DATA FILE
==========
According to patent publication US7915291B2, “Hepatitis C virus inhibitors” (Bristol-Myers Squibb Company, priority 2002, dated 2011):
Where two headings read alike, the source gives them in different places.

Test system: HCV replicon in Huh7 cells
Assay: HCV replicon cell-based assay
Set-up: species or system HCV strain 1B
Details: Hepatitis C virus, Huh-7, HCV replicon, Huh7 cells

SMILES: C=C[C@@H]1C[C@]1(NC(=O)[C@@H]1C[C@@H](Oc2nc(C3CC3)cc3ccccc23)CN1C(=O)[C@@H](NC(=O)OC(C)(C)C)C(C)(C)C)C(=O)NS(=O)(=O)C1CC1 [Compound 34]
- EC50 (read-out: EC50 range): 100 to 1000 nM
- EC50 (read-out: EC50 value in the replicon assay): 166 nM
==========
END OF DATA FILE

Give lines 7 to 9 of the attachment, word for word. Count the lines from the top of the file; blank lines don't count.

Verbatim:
SMILES: C=C[C@@H]1C[C@]1(NC(=O)[C@@H]1C[C@@H](Oc2nc(C3CC3)cc3ccccc23)CN1C(=O)[C@@H](NC(=O)OC(C)(C)C)C(C)(C)C)C(=O)NS(=O)(=O)C1CC1 [Compound 34]
- EC50 (read-out: EC50 range): 100 to 1000 nM
- EC50 (read-out: EC50 value in the replicon assay): 166 nM